JENNIFER SINCO KELLEHER Tue, Nov 1, 2011
HONOLULU (AP) — Nicole Leszczynski couldn't imagine that two chicken salad sandwiches would land her and her husband in jail and her 2-year-old daughter in state custody. But it happened five days ago, when the 30-weeks-pregnant woman forgot to pay for her snack while grocery shopping.
"It was the most ridiculous chain of events that happened," she said while sobbing Monday. "It's still hard to believe what happened."
Leszczynski, 28, and her husband Marcin, 33, were handcuffed, searched then released on $50 bail each. Their ordeal at the police station lasted a few hours, but their daughter Zofia spent the night away from her parents in a case that has sparked nationwide outrage and forced the Safeway supermarket chain to review the incident.
The family had moved to an apartment near downtown Honolulu from California two weeks ago. Still settling in, they ventured out Wednesday to stock up on groceries, took the bus, got lost, and ended up at a Safeway supermarket.
Famished, the former Air Force staff sergeant picked up the two sandwiches that together cost $5. She openly munched on one while they shopped, saving the wrapper to be scanned at the register later.
But they forgot to pay for the sandwiches as they checked out with about $50 worth of groceries.
"When the security guard questioned us, I was really embarrassed, I was horrified," she said. They were led upstairs, where the couple expected to get a lecture, pay for the sandwiches, and be allowed on their way.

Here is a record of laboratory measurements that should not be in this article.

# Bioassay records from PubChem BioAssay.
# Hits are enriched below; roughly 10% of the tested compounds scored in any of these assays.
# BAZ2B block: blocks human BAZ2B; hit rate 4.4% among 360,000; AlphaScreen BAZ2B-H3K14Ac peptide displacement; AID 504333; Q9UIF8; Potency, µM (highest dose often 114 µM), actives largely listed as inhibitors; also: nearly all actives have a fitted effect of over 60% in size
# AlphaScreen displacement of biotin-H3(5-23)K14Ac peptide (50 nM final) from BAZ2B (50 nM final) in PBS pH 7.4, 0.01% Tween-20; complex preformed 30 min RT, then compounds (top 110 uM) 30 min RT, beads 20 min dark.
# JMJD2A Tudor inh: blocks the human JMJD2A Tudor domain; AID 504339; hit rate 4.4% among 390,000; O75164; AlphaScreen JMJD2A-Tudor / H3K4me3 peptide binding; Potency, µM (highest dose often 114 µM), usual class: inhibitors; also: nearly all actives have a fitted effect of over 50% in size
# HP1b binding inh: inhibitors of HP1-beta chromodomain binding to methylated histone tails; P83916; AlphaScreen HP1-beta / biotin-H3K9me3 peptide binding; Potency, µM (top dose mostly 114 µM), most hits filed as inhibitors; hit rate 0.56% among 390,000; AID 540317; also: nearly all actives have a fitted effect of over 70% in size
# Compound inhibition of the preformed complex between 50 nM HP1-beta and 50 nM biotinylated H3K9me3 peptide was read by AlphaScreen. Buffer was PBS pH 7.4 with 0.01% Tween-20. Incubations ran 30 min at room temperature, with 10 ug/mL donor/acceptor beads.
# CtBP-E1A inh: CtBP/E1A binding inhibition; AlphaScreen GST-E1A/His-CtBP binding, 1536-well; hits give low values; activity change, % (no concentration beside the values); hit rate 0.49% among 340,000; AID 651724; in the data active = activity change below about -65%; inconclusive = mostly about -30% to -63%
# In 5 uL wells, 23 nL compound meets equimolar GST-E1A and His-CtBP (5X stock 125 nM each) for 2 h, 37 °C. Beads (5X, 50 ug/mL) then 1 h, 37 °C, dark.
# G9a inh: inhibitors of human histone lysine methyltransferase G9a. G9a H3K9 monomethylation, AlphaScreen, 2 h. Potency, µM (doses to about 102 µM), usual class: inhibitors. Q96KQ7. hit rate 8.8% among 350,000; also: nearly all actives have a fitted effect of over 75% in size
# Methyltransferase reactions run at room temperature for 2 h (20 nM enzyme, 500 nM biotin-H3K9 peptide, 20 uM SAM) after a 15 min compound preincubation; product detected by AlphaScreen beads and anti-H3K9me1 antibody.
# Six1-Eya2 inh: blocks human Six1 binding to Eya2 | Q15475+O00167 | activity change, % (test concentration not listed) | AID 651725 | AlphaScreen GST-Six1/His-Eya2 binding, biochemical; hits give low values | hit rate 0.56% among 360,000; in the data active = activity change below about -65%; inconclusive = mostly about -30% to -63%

But store managers wouldn't allow them to pay for the sandwiches, she said.
"I asked to talk to a manager and he said it was against their policy to pay for items that left the store," she said. "The security guard said we were being charged with shoplifting."
Four hours later, a police officer arrived and read them their rights. A woman from the state Child Welfare Services arrived to take Zofia away.
The pregnant mother said she tried to keep her composure until Zofia, who turns 3 in December, left the store. "I didn't want Zofia to be scared because she's never spent a night away from us. She didn't have her stuffed animal. She didn't have her toothbrush."
But as soon as her daughter left, "I got completely hysterical. I went to the bathroom and I threw up," she recalled.
A Honolulu police spokeswoman said it was procedure to call Child Welfare Services if a child is present when both parents are arrested. The store's management did not know the girl would be taken away, said Susan Houghton, a spokeswoman for California-based Safeway Inc.
The national supermarket chain said it was looking into the incident. "It was never our intent to separate a mother from her child. That was a very unfortunate consequence to this situation," Houghton said. "We understand the outrage. We are concerned about how this was handled."
Leszczynski called the incident "so horrifying, it seemed to escalate and no one could say, 'this is too much.'"
The couple was handcuffed and driven separately to police headquarters a few blocks away, where they were searched, had their mug shots taken and then released after paying bail. A police officer escorted them back to the store — which banned them for a year, Leszczynski said — where they picked up their groceries and walked home just before midnight.
"We basically stared at each other all night. We woke up at the crack of dawn and called (the state child welfare office)," Leszczynski said. While they waited, Leszczynski vented about the experience on babycenter.com and contacted a lawyer for help with being reunited with Zofia. At the lawyer's suggestion, they took their story to the media.
Zofia was returned after an 18-hour separation from her parents.
The couple is charged with fourth-degree theft, a petty misdemeanor, and has a court date on Nov. 28, according to the city prosecutor's office. The family hasn't decided whether it will pursue legal action against Safeway.
Houghton said the company will review the police report and store security footage before deciding whether to press charges.